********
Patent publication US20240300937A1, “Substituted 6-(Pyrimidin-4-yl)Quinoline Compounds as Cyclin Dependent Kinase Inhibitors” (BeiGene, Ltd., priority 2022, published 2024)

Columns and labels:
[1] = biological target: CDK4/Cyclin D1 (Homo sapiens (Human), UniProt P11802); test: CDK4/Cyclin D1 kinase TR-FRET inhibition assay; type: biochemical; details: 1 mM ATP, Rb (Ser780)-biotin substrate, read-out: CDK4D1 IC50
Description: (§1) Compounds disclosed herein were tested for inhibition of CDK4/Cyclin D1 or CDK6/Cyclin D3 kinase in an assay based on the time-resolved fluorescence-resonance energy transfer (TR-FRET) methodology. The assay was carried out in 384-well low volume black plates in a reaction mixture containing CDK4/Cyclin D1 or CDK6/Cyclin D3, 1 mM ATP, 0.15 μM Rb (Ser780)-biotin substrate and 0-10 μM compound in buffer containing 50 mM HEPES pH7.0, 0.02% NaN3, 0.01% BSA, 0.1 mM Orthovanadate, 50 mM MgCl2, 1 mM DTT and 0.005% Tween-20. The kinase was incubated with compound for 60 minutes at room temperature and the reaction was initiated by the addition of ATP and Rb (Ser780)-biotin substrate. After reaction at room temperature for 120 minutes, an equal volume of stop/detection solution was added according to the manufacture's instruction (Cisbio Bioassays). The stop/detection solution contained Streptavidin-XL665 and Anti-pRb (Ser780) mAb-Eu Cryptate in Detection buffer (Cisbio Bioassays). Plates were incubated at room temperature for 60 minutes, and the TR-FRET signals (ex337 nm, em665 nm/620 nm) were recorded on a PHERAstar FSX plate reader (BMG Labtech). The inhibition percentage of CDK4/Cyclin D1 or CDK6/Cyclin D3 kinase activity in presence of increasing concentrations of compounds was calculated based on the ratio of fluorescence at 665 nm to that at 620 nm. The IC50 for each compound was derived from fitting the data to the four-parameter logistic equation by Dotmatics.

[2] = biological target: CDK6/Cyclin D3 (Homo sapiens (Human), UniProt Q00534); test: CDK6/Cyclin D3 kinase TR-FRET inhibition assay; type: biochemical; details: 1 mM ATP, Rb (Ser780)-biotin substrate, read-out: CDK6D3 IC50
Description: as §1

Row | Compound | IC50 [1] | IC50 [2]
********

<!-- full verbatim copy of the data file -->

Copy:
Patent publication US20240300937A1, “Substituted 6-(Pyrimidin-4-yl)Quinoline Compounds as Cyclin Dependent Kinase Inhibitors” (BeiGene, Ltd., priority 2022, published 2024)

Columns and labels:
[1] = biological target: CDK4/Cyclin D1 (Homo sapiens (Human), UniProt P11802); test: CDK4/Cyclin D1 kinase TR-FRET inhibition assay; type: biochemical; details: 1 mM ATP, Rb (Ser780)-biotin substrate, read-out: CDK4D1 IC50
Description: (§1) Compounds disclosed herein were tested for inhibition of CDK4/Cyclin D1 or CDK6/Cyclin D3 kinase in an assay based on the time-resolved fluorescence-resonance energy transfer (TR-FRET) methodology. The assay was carried out in 384-well low volume black plates in a reaction mixture containing CDK4/Cyclin D1 or CDK6/Cyclin D3, 1 mM ATP, 0.15 μM Rb (Ser780)-biotin substrate and 0-10 μM compound in buffer containing 50 mM HEPES pH7.0, 0.02% NaN3, 0.01% BSA, 0.1 mM Orthovanadate, 50 mM MgCl2, 1 mM DTT and 0.005% Tween-20. The kinase was incubated with compound for 60 minutes at room temperature and the reaction was initiated by the addition of ATP and Rb (Ser780)-biotin substrate. After reaction at room temperature for 120 minutes, an equal volume of stop/detection solution was added according to the manufacture's instruction (Cisbio Bioassays). The stop/detection solution contained Streptavidin-XL665 and Anti-pRb (Ser780) mAb-Eu Cryptate in Detection buffer (Cisbio Bioassays). Plates were incubated at room temperature for 60 minutes, and the TR-FRET signals (ex337 nm, em665 nm/620 nm) were recorded on a PHERAstar FSX plate reader (BMG Labtech). The inhibition percentage of CDK4/Cyclin D1 or CDK6/Cyclin D3 kinase activity in presence of increasing concentrations of compounds was calculated based on the ratio of fluorescence at 665 nm to that at 620 nm. The IC50 for each compound was derived from fitting the data to the four-parameter logistic equation by Dotmatics.

[2] = biological target: CDK6/Cyclin D3 (Homo sapiens (Human), UniProt Q00534); test: CDK6/Cyclin D3 kinase TR-FRET inhibition assay; type: biochemical; details: 1 mM ATP, Rb (Ser780)-biotin substrate, read-out: CDK6D3 IC50
Description: as §1

Row | Compound | IC50 [1] | IC50 [2]